There has been an uninterrupted presence of large Jewish communities in the Middle East and North Africa from time immemorial. In the eighth and sixth centuries BCE* Assyria and Babylon respectively conquered the ancient Kingdoms of Israel and Judea. This marks the beginnings of the ancient Jewish communities of the Middle East and North Africa, some 1,000 years before the Arab Muslim conquests of the these regions — including the Land of Israel — and about 2,500 years before the birth of the modern Arab states.

Despite the Assyrian and Babylonian conquests, the Land of Israel under various Jewish governments remained the central locale of most of ancient Jewry. Nonetheless, strong and vibrant Jewish communities remained in Mesopotamia, the Levant, Egypt, North Africa and (pre-Muslim) Arabia.

In the 7th century CE, Arab armies under the banner of the new religion of Islam conquered the vast regions of the Middle East and North Africa, encountering indigenous peoples living in their own lands. Over the centuries, through a process of Arabization and Islamicization, these regions are now known as the “Arab world.” Yet, non-Arab and non-Muslim minorities, the original indigenous inhabitants, remained as minorities in their own lands.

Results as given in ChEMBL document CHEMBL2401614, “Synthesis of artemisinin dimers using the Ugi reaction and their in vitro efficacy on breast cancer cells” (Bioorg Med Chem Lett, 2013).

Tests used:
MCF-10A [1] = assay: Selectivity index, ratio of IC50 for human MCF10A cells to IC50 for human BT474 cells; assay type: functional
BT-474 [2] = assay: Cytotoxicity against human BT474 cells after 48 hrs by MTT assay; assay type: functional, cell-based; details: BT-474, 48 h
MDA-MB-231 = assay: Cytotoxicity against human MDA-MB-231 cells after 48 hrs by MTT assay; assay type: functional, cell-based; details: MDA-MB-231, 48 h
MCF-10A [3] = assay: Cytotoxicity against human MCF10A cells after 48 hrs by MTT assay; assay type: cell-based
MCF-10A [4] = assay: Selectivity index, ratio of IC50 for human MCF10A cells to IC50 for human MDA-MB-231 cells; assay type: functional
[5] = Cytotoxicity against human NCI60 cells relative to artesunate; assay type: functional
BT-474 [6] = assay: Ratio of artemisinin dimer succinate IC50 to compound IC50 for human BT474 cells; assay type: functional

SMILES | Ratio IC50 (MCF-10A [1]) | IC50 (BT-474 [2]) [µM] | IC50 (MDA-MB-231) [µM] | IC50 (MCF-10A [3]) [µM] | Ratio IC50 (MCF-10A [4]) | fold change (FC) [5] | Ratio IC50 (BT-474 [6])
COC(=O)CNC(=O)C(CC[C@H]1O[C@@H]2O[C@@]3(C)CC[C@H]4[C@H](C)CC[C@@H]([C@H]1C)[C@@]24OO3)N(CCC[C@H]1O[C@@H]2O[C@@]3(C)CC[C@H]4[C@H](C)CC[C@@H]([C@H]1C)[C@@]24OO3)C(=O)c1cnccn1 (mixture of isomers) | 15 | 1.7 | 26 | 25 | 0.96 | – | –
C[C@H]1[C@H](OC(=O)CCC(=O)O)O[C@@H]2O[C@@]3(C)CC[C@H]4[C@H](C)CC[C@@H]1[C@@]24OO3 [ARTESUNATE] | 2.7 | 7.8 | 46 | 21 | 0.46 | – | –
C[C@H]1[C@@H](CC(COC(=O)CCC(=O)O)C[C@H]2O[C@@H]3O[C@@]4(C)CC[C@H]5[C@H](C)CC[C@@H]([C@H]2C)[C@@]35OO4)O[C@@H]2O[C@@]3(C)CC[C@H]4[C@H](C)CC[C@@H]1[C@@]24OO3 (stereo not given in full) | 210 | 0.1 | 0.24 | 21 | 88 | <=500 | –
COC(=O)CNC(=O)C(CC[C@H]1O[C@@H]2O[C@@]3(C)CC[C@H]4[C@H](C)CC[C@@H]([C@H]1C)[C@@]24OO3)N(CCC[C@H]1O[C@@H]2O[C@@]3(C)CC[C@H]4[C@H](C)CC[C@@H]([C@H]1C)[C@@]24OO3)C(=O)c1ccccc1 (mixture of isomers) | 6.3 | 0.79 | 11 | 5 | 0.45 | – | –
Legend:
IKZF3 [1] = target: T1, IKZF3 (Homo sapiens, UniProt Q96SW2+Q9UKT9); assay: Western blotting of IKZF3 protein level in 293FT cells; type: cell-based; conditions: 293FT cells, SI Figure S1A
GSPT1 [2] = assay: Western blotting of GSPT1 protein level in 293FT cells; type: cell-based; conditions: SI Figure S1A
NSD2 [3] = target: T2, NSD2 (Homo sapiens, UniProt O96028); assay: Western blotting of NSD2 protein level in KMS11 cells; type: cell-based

The 1,400 year history of the Jews under Arab and Muslim rule is a long and varied one. Jews (and Christians) were considered dhimmi, a “protected” group of second-class citizens. The Jews’ sojourn in Muslim lands was marked by some golden periods of prosperity, when Jews served as advisors to the ruling class; these periods were often marked by Jewish advances in medicine, business and culture. Jewish philosophy and religious study also flourished. Often, however, the Jews were subjected to punishing taxes, forced to live in cramped ghetto-like quarters and relegated to the lower-levels of the economic and social strata.

In 1948, two refugee populations emerged as a result of the Arab states’ war against the newly established State of Israel: the Palestinian Arabs and the indigenous Jewish populations who were expelled from Arab states. While Jewish refugees were absorbed into Israel and granted citizenship, Palestinian refugees were rarely, with the exception of Jordan, absorbed into their host Arab society.

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